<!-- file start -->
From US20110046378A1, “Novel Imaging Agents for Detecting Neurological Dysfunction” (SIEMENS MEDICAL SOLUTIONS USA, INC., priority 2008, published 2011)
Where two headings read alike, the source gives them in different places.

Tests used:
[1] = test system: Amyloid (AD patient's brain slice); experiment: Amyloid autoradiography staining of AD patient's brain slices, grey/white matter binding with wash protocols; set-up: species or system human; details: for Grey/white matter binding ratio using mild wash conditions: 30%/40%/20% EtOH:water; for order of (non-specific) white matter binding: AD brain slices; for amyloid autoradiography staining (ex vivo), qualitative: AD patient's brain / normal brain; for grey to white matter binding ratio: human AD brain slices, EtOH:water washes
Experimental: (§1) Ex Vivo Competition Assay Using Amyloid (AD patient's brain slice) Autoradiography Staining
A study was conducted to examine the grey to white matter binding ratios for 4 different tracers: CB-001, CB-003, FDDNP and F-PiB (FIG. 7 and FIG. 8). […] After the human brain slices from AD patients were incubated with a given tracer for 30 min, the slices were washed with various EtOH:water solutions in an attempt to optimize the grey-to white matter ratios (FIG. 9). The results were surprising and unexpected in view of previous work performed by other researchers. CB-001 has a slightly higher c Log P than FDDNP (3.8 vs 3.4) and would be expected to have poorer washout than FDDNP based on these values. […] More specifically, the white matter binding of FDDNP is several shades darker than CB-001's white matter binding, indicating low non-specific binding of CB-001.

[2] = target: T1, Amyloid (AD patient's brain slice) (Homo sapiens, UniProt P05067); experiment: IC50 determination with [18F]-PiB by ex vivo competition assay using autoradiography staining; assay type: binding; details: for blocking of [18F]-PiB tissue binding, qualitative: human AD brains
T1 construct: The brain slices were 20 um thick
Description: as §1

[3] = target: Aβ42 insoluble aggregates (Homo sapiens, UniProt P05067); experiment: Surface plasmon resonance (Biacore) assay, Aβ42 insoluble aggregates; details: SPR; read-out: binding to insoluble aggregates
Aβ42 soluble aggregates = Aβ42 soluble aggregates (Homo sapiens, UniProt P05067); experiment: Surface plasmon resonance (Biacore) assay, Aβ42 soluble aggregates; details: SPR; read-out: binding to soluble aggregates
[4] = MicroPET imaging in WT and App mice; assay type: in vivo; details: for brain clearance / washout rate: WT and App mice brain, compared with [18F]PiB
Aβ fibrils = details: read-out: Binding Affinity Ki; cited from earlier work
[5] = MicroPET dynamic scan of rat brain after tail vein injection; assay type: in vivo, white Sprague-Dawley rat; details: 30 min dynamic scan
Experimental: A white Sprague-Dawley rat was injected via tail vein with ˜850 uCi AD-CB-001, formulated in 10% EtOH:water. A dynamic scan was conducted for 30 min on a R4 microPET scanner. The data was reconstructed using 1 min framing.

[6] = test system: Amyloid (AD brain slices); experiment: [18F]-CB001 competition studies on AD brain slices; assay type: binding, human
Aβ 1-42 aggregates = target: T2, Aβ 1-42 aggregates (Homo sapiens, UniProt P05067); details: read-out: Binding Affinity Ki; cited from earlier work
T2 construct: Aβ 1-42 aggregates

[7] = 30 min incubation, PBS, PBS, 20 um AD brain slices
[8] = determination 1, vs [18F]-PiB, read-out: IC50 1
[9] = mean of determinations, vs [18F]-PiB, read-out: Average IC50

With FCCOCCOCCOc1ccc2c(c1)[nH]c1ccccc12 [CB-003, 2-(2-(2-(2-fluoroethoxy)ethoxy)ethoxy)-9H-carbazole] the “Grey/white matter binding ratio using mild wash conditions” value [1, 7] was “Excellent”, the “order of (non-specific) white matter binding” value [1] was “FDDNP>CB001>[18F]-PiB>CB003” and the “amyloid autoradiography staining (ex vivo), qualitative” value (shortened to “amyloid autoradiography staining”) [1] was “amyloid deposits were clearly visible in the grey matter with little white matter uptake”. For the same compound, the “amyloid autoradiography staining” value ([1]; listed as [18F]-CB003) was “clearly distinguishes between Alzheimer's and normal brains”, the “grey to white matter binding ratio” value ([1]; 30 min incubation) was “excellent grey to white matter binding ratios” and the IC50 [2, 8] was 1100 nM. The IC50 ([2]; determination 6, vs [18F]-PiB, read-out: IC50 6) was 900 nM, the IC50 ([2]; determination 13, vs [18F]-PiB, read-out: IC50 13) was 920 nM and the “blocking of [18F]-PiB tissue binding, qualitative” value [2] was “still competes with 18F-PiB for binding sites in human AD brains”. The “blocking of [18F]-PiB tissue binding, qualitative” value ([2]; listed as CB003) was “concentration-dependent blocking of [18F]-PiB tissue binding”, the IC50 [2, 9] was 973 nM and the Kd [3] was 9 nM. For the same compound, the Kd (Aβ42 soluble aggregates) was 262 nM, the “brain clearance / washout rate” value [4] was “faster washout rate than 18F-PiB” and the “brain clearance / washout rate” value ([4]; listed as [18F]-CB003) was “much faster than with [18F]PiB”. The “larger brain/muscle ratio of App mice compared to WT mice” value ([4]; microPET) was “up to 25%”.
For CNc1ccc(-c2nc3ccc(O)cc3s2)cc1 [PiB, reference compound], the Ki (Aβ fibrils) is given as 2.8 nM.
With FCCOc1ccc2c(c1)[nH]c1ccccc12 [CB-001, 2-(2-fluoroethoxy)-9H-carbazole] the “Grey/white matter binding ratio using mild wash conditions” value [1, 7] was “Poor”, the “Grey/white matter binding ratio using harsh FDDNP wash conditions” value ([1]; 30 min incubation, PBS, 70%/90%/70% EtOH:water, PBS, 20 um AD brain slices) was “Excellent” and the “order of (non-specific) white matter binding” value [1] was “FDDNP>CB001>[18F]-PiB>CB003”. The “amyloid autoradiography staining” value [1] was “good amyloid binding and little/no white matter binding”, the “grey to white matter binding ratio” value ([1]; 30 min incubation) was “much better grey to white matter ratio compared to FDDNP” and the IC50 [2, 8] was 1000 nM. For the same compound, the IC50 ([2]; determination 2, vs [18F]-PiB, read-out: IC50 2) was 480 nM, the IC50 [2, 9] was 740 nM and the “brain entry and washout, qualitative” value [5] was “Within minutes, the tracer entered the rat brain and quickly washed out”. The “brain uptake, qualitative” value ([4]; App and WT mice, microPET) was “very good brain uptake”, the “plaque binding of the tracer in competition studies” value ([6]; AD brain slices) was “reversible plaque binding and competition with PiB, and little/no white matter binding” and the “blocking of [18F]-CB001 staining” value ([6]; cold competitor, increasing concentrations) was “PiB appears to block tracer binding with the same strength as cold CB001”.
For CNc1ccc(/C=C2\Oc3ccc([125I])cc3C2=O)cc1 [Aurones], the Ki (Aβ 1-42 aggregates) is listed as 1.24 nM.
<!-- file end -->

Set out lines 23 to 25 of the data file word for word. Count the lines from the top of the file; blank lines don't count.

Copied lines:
For CNc1ccc(-c2nc3ccc(O)cc3s2)cc1 [PiB, reference compound], the Ki (Aβ fibrils) is given as 2.8 nM.
With FCCOc1ccc2c(c1)[nH]c1ccccc12 [CB-001, 2-(2-fluoroethoxy)-9H-carbazole] the “Grey/white matter binding ratio using mild wash conditions” value [1, 7] was “Poor”, the “Grey/white matter binding ratio using harsh FDDNP wash conditions” value ([1]; 30 min incubation, PBS, 70%/90%/70% EtOH:water, PBS, 20 um AD brain slices) was “Excellent” and the “order of (non-specific) white matter binding” value [1] was “FDDNP>CB001>[18F]-PiB>CB003”. The “amyloid autoradiography staining” value [1] was “good amyloid binding and little/no white matter binding”, the “grey to white matter binding ratio” value ([1]; 30 min incubation) was “much better grey to white matter ratio compared to FDDNP” and the IC50 [2, 8] was 1000 nM. For the same compound, the IC50 ([2]; determination 2, vs [18F]-PiB, read-out: IC50 2) was 480 nM, the IC50 [2, 9] was 740 nM and the “brain entry and washout, qualitative” value [5] was “Within minutes, the tracer entered the rat brain and quickly washed out”. The “brain uptake, qualitative” value ([4]; App and WT mice, microPET) was “very good brain uptake”, the “plaque binding of the tracer in competition studies” value ([6]; AD brain slices) was “reversible plaque binding and competition with PiB, and little/no white matter binding” and the “blocking of [18F]-CB001 staining” value ([6]; cold competitor, increasing concentrations) was “PiB appears to block tracer binding with the same strength as cold CB001”.
For CNc1ccc(/C=C2\Oc3ccc([125I])cc3C2=O)cc1 [Aurones], the Ki (Aβ 1-42 aggregates) is listed as 1.24 nM.